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Salmon Arm  

Droughts and wildfire allowed City of Salmon Arm to test new water restrictions

Water use rules tightened

City of Salmon Arm staff say last year’s droughts and wildfires gave them the opportunity to test and gather feedback on new water restrictions.

Salmon Arm city council heard a report from staff about the effectiveness of the new four-stage water restrictions and informed them of changes that will be made in 2024.

Jennifer Wilson, city engineer, spoke to council about how the water restrictions went in 2023.

“We had the distinct opportunity last year due to severe drought and wildfire conditions to implement all four stages,” she said. “And although it was not desirable to have this happen, it was a good opportunity to fully test the system.”

Education over enforcement

The report attached to the agenda illustrated water usage during all four stages of restrictions.

Stage 2 didn’t change much from Stage 1, according to Wilson.

“But when we entered Stage 3 and 4, you can see that the community really got on board and tightened up and the water usage went down quite a bit,” Wilson said.

“During Stage 4, the bylaw officers were proactively checking for infractions on a daily basis, no fines were issued, we just educated the public during that time.”

Commercial properties were also a concern during Stage 4 restrictions.

“One of the main challenges that we ran into was commercial properties not adjusting their automated irrigation systems, and often these organizations were headquartered outside of Salmon Arm,” Wilson said. “So getting a hold of anybody to talk to them and educate them about the new system was difficult.

“We anticipate the same thing going into this year, but as time rolls on we're expecting that to get better and better.”

Wilson explained to the council the majority of the public feedback on the project was concerned with food security.

“And the concern was expressed that the watering restrictions were too restrictive to keep food producing plants, trees and shrubs alive and thriving,” she said.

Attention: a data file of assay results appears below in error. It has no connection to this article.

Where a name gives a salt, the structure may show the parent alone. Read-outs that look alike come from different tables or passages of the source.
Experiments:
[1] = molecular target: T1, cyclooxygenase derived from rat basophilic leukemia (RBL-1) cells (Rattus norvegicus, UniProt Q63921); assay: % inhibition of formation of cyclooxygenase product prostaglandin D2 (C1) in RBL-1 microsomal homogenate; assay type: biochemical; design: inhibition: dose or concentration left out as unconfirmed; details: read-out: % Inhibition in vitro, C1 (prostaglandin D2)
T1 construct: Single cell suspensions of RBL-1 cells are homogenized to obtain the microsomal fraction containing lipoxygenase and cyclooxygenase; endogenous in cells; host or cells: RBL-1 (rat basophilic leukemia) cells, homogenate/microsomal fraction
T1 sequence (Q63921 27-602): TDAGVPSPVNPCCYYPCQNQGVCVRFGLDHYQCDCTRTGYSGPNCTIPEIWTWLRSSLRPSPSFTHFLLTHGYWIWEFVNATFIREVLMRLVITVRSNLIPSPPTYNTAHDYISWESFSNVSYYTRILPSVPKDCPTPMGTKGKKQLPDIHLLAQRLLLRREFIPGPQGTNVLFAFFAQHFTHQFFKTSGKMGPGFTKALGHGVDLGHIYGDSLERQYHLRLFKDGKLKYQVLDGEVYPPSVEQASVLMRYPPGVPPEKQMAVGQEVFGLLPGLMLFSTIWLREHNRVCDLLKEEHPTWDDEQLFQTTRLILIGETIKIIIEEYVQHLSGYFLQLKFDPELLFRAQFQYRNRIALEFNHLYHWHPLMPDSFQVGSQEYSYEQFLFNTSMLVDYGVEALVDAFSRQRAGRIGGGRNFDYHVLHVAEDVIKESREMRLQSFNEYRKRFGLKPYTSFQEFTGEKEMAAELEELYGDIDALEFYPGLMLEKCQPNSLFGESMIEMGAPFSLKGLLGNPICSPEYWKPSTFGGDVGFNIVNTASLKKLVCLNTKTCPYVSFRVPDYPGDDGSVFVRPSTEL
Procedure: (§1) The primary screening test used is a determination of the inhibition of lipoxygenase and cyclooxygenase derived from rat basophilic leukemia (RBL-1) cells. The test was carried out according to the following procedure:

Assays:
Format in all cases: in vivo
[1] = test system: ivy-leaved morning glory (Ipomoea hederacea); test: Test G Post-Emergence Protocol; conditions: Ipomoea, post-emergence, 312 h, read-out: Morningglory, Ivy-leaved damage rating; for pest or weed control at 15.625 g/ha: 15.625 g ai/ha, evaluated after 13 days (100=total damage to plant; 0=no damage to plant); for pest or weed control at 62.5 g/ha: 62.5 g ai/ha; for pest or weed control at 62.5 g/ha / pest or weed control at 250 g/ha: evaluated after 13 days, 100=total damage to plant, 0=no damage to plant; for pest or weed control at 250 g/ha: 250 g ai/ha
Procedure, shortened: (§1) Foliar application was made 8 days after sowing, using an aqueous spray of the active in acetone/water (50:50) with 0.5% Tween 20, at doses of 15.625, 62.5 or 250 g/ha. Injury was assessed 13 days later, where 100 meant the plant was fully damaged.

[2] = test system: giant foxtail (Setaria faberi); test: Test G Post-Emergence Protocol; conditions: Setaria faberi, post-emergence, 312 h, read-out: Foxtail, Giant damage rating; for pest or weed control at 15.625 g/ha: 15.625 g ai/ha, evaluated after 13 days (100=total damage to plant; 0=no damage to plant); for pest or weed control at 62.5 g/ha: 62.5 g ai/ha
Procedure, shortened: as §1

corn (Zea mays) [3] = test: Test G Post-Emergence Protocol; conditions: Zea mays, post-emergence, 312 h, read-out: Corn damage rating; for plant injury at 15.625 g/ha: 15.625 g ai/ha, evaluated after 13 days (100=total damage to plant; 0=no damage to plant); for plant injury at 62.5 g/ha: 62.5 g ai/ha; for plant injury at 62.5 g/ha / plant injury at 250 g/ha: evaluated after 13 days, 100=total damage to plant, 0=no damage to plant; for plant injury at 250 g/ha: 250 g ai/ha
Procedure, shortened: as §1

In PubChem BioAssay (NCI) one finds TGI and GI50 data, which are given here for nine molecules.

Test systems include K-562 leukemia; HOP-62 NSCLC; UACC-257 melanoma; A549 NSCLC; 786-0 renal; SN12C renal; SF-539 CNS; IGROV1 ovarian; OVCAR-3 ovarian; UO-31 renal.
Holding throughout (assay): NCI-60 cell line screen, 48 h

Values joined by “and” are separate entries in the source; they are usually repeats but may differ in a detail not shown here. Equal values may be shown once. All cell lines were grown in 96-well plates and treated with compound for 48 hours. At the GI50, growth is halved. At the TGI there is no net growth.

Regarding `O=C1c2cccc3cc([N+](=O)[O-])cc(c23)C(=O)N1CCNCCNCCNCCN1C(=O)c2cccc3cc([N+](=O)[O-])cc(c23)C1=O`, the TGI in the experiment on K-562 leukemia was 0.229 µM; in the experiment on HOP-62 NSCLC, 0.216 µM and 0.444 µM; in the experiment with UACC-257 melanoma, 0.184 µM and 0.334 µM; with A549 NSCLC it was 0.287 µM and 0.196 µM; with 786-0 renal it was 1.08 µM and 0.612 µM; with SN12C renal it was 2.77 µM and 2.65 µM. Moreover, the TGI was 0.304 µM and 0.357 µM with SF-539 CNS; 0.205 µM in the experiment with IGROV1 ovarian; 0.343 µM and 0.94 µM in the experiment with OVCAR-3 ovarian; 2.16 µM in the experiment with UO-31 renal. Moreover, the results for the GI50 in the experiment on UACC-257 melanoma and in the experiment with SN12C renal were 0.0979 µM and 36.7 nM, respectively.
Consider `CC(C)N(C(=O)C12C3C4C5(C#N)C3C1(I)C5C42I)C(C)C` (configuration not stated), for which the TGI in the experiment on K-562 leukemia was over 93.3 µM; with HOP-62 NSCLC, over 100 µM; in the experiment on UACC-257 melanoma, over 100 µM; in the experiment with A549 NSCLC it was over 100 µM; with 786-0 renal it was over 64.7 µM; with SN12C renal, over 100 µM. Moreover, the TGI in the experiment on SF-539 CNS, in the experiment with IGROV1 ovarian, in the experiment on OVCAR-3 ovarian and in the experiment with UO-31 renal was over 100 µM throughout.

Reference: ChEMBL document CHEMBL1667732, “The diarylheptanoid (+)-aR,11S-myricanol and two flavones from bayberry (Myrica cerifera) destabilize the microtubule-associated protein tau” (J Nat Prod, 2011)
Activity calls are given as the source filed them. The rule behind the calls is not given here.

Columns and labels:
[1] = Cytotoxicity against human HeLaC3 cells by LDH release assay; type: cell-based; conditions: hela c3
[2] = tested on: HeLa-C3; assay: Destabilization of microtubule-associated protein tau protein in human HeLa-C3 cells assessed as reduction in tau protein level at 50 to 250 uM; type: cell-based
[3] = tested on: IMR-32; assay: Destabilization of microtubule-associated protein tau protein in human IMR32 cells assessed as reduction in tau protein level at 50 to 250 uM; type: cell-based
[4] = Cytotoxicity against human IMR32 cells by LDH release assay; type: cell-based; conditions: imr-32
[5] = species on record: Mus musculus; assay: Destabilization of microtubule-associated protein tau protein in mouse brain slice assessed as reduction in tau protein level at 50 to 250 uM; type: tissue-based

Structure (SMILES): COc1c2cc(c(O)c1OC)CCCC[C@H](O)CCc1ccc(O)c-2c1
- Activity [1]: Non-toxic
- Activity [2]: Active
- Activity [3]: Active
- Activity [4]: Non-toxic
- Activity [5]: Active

“So we've adjusted the watering restrictions to allow this seven days a week, but encouraging people to use that as necessary and not overuse.”

Using grey water

Coun. Sylvia Lindgren said she’d heard from families that were using grey water to keep their gardens healthy during restrictions.

“I'm really happy that council supports all of these initiatives,” Lindgren said. “I think it's really important to the community.”

“During the Stage 4 restrictions last year, in order to keep gardens alive I know of at least two families that captured their grey water rather than letting it go down the sink, they washed dishes in basins and carried that water out to their gardens and used it to water the gardens”

She also said that it’s time for council to look at ways to encourage more grey water usage.

“We likely have bylaws that restrict us from using our grey water from our homes in our yards to water lawns and to water gardens,” Lindgren said. “We know that our sewage treatment plant is reaching capacity and diverting water from that system would only be a good thing.

“I think that at some point we're going to have to start making some considerations for allowing people to divert their grey water to do outside irrigation and only have their black water going into this sewage treatment plant.”

For information on current water restrictions, residents can visit the City of Salmon Arm website.



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